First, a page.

But that Roger Deakins, though. Man.


-Matt T.

Flight (2012)

Starring- Denzel Washington, Kelly Reilly, Bruce Greenwood, Don Cheadle, John Goodman, Nadine Velazquez, Tamara Tunie, Brian Geraghty, Garcelle Beauvais, Justin Martin, James Badge Dale, Melissa Leo

Director- Robert Zemeckis

R- drug and alcohol abuse, language, sexuality/nudity and an intense action sequence


Time for a game of Movie Critic Mad Libs!

Flight [verb related to flying]! Except when it [adjective for something that flies encountering a flight-specific problem]. But, in the end, when all is said and done, it still [more moderate verb related to flying].

Well, okay, it’s a highly specific game of Movie Critic Mad Libs.

More to the point, Flight manages to soar to some pretty significant heights, not the least of which is one heck of a Denzel Washington performance, but it does hit some narrative turbulence along the way and slides into somewhat of a rocky but still effective landing.

Okay, I’m done for real now. Promise.

Whip Whittaker (Denzel Washington) is a pilot for a commercial airliner. He’s also an alcoholic who’s barely ever sober — and even then, it’s only because he’s moderating his drunkenness with cocaine.

He gets on an aircraft one morning, and it seems like an ordinary day. He’s drunk as a skunk, of course, but since when is he not? But on this day, something goes wrong. The plane takes a sudden nosedive. It seems the type of crash that will leave no survivors.

But with some quick and miraculous maneuvering, Whip manages to guide it into a crash landing that leads to the survival of all but six people aboard.

Immediately, he’s a national hero. The media and public adore him, hounding him at every turn.

But privately, his blood tests turn up alcohol. To his investigators, his heroism looks more like manslaughter, and he could potentially be facing the rest of his life in prison.

It gets easy to forget how good Denzel Washington is at what he does because he spends so much of his time coasting through middling action flicks. It begins to slip the mind that the guy has two Academy Awards sitting on his shelf at home somewhere. He needed to get out of his comfort zone, and we certainly owe Flight something for that.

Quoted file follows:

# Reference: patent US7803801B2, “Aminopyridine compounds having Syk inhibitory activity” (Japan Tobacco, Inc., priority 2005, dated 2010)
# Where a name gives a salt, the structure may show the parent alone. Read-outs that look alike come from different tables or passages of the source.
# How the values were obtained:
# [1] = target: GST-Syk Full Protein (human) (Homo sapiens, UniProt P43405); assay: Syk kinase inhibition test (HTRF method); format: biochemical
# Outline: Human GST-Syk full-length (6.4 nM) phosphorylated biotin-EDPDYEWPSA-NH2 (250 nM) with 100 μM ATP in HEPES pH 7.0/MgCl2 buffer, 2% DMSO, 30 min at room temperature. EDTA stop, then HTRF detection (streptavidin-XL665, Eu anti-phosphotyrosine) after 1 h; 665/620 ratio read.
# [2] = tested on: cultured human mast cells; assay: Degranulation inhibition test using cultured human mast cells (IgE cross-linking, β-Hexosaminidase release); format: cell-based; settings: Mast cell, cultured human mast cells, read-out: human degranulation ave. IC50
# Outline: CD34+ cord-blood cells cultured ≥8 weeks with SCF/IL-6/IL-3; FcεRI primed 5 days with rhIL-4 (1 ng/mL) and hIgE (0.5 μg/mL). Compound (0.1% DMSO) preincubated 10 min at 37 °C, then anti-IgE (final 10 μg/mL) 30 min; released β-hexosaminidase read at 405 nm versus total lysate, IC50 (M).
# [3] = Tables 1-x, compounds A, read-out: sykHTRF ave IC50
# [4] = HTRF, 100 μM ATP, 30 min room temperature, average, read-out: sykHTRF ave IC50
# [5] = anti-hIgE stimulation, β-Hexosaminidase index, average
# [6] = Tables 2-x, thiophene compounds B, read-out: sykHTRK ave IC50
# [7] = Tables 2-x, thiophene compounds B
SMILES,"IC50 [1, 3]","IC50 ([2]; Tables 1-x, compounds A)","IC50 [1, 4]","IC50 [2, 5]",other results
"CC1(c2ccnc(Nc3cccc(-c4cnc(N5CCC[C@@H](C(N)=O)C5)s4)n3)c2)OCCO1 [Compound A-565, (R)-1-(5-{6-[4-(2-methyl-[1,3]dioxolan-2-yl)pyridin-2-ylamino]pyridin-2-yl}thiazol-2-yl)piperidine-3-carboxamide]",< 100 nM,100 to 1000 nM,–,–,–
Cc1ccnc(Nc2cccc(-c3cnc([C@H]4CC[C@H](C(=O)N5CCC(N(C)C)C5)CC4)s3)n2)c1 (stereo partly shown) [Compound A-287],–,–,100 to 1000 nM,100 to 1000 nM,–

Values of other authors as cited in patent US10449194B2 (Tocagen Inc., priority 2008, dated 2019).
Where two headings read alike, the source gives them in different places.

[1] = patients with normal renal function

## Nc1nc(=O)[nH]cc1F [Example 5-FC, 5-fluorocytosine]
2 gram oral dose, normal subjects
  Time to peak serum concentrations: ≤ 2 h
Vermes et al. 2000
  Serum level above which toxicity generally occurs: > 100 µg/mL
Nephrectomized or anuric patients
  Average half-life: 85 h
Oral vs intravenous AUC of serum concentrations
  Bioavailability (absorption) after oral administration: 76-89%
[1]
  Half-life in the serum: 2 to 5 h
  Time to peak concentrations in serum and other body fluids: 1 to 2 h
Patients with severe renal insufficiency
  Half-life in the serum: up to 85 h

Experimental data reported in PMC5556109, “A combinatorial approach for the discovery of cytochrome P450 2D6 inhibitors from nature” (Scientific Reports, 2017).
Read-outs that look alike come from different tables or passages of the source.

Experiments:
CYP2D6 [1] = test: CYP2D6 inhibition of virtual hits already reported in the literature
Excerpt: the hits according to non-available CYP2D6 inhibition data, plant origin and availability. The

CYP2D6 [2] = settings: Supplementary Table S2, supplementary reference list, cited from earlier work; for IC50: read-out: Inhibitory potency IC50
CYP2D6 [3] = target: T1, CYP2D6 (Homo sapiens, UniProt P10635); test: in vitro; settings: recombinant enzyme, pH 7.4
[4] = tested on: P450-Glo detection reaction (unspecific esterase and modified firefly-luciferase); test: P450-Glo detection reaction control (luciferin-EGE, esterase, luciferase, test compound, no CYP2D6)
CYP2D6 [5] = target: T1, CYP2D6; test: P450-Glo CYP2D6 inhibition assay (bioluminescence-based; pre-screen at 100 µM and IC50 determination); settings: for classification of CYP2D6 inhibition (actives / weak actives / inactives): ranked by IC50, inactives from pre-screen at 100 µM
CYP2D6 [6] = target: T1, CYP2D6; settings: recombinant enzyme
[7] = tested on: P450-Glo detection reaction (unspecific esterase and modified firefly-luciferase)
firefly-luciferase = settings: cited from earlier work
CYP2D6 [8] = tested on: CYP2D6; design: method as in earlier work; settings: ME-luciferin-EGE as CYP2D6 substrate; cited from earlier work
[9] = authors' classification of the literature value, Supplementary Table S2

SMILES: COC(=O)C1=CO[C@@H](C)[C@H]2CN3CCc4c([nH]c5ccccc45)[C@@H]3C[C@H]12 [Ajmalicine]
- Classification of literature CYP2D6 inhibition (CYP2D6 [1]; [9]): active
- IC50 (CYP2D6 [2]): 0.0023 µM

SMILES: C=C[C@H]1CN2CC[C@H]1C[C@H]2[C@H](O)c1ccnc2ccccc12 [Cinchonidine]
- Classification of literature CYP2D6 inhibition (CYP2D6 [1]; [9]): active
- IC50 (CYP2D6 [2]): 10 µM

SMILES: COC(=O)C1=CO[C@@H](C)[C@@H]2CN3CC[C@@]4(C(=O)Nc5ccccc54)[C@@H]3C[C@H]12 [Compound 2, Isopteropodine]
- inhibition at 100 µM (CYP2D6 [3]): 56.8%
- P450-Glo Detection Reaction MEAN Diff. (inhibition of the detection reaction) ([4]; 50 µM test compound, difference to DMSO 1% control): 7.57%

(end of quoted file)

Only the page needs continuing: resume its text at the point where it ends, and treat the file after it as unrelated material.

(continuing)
Granted, it’s not the complete transformation that we saw when, say, Christian Bale was cast in The Fighter. Whip still has the general demeanor and presence of Denzel Washington. But the devil is ever in the details.

I’ve been fortunate to have gone most of my life without ever knowing any true alcoholics. I’ve known people who drank plenty, sure, but none of them were hopelessly dependent. It’s only recently that I’ve managed to meet a few of them, in passing.

And Denzel captures their demeanor so perfectly.

He’s a big, strong American man, clinging to that pride and self-esteem, remaining outwardly independent. And yet he’s dodgy, shaky — confront him about his alcoholism, and he begins to project false masculinity noticeably, while the liar that truly emerges jumps back and forth, evading one question after another. Whip’s gotten fairly good at lying to others, but those who know him best harbor no doubts. Even those he knows only in passing seem to detect it rather easily.

He claims to be good at lying to himself, but this is clearly untrue. Throughout most of the film, it’s made fairly clear that the crash was a technical failure rather than Whip’s drunkenness. But from the beginning, Whip doesn’t see it this way. He makes an attempt at quitting almost immediately, flushing every drop of alcohol in his home down the toilet. He’s clearly rankled every time a talking head on the news calls him one of the great American heroes. He doesn’t believe he saved 96 people; he believes he might’ve killed six.

And throughout the film, no matter how often he lies to others, no matter how often he asserts his certainty that the crash was a technical failure, he never comes to believe it.

And yet, irrevocably, he returns to the drink. Whip means well at all times, but his drinking ruins it at every turn, almost instantly.

While he’s in the hospital after the crash, he meets a heroin addict, Nicole (Kelly Reilly), and takes her into his home upon release. Their relationship is another part of the film that’s pretty darn good. Her drug problem might be of a different nature, but Whip seems to see himself in her own story — as the father who abandoned her.

Her story seems to inspire him to attempt to make amends with his own family. He does it in good faith — but also while drunk, of course. And for that reason, it goes south almost immediately. In a film that’s full of scenes involving people on the path to destruction, loaded up with drugs and leaving every place they enter a worse one, this is the most painful scene by far, the way Whip’s son (Justin Martin) looks into his father’s eyes with such powerful loathing.

There’s something fascinating in Nicole, too, that Flight might’ve been well served to spend more time exploring. She sees herself in Whip’s story — as him, the first night she finds him as a mumbling wreck on the floor, sleeping in garbage and waste. She’s not the same after that; it marks the beginning of the end of her drug abuse. Her life seems to take the opposite trajectory to Whip’s; she sets herself on the path to freedom, and he keeps heading inexorably toward his own destruction.

It’s very nearly one of the most compelling character studies of the year. However.